The Miami Hurricanes have found success with tempo this season, playing fast and scoring quickly to become the second-best scoring offense in the ACC and 16th in the NCAA.
But the Hurricanes’ defense, who leads the country in tackles for loss and is fifth in the NCAA in scoring defense, will face one of the best tempo teams in the country this week when North Carolina comes to Hard Rock Stadium at 3:30 p.m., ET on Saturday.
UNC’s offense is talented and deep and they play fast. Miami defensive coordinator Manny Diaz knows the Hurricanes will need to stay alert as the Tar Heels will look to push the pace.
“The first thing is getting lined up,” Diaz said. “Their tempo will be as fast as anything we have seen this year. They are a team that executes at a very high level. They have great running backs and receivers and they have tight ends that do an excellent job as both blockers and receivers. And of course they have a talented quarterback who orchestrates the entire offense. So they are very similar to the challenges presented last week, in the fact that they are a very balanced team being able to both run and throw the football.”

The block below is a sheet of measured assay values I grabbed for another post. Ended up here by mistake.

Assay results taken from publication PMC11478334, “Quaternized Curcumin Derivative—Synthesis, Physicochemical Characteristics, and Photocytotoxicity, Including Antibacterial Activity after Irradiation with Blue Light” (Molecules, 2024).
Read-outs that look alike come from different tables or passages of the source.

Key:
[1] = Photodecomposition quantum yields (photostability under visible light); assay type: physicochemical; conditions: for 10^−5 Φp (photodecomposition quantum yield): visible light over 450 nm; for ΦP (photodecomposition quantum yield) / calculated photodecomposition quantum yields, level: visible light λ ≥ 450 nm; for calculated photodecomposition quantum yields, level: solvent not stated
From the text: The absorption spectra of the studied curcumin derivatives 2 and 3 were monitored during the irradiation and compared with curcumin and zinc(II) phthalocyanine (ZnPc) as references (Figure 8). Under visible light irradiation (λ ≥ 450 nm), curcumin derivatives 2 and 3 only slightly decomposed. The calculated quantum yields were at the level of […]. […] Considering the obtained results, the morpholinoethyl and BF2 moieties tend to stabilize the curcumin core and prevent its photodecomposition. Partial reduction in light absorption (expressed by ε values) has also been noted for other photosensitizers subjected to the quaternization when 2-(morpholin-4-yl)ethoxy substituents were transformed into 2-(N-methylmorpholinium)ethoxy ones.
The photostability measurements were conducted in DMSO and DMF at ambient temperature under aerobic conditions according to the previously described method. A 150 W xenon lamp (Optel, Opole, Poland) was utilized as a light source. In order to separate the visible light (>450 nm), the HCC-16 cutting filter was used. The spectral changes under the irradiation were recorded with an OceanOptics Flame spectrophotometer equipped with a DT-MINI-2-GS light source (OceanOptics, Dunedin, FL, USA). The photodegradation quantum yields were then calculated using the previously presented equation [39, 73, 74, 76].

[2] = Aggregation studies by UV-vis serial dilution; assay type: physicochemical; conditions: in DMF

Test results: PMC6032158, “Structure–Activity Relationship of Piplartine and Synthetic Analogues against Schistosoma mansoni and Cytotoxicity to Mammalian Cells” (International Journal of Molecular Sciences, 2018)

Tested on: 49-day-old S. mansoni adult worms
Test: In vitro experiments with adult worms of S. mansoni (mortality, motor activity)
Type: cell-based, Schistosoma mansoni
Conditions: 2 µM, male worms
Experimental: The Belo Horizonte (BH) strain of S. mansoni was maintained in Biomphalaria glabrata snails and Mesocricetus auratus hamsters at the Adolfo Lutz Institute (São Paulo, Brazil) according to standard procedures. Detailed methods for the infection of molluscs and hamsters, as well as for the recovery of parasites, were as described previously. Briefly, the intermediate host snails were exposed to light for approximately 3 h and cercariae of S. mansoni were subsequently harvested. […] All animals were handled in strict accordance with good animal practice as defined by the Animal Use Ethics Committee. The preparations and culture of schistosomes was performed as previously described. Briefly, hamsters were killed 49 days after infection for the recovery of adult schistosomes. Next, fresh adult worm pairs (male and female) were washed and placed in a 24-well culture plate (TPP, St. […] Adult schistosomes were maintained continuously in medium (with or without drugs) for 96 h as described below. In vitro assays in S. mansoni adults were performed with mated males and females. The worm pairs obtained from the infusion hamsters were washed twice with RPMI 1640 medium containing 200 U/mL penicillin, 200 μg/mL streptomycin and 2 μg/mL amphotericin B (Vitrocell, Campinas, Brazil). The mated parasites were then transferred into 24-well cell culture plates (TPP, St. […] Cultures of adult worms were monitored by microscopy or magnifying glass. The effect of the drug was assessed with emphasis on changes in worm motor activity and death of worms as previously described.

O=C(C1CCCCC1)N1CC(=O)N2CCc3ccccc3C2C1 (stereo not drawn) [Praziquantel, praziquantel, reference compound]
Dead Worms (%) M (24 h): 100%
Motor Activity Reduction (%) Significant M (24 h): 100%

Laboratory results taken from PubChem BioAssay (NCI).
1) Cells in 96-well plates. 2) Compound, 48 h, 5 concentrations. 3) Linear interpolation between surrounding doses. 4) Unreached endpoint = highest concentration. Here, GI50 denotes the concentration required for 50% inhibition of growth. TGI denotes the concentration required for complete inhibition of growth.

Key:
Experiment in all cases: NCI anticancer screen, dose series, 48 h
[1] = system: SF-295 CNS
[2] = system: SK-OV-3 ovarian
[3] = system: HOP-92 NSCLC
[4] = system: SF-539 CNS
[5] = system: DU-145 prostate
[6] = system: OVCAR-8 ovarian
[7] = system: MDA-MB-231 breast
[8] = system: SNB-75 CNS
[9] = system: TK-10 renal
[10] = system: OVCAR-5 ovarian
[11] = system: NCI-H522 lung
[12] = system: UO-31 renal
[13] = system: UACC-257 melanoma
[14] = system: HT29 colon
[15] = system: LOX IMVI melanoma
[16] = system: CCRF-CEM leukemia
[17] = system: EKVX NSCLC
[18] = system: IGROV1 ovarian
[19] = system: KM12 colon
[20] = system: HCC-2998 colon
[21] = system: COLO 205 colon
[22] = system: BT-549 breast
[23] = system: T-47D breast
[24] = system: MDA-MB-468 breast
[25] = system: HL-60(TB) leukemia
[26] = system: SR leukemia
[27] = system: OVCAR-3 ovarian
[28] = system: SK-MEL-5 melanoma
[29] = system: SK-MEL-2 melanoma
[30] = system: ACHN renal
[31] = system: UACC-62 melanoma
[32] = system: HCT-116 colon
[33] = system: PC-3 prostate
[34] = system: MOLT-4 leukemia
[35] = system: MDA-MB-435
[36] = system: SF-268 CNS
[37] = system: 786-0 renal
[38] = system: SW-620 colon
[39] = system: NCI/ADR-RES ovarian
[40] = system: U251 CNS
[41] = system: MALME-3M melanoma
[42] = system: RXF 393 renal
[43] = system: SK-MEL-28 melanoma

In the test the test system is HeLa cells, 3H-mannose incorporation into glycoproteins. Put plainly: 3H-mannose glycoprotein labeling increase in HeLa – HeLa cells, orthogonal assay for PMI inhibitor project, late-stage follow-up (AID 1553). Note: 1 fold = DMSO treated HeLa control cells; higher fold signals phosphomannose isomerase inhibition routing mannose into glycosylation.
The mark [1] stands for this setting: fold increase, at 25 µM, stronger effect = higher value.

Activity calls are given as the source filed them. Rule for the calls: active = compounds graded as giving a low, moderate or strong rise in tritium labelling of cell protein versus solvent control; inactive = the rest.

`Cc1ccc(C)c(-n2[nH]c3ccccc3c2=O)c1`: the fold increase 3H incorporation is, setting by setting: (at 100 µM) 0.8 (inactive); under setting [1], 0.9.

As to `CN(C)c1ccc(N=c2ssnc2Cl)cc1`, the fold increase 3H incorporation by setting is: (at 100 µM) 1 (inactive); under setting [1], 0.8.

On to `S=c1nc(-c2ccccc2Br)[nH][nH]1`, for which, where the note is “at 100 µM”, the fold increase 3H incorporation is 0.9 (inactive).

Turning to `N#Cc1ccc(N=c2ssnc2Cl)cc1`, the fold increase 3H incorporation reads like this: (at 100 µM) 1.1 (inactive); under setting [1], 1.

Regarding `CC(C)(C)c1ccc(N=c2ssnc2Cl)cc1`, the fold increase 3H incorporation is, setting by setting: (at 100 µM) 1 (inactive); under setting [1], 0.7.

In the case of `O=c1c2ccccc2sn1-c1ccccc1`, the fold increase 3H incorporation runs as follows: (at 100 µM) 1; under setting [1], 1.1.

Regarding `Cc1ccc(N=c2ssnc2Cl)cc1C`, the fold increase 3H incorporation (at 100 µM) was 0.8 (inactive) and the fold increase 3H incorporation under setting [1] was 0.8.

“But the biggest challenge that they will present will be the tempo,” Diaz said. “Because the questions our guys will face will be are you walking around when they are set to snap the football, are your eyes not in the right position and can we make plays on the ball downfield? We know they will pass the ball down the field often and it will be a great challenge for our guys going against a couple tall wide outs that can go out and get it.”
Miami’s defensive backs will be tested by Carolina’s passing attack, but senior Corn Elder looks forward to the opportunity to rise to the challenge.
“It’s going to be fun to face them,” Elder said. “We will get a chance to make a lot of plays. “We are all out there competing and making each other better every day in practice and in the games. When we see one of us make a play, then we all want to go make plays, too. We just have to be ready.”
The cornerbacks were considered an unknown commodity coming into the 2016 season. Elder was the only returner with extensive experience, having played in 36 games over his first three years at Miami, so he took a leadership role in mentoring his younger teammates that were about to step into key roles this season.
“It’s always fun to be a leader and help the younger guys out,” Elder said. “It feels good to see their improvement. I’ve seen us all get a lot better from the summertime to now. Everybody is working hard and trying to get better every day.”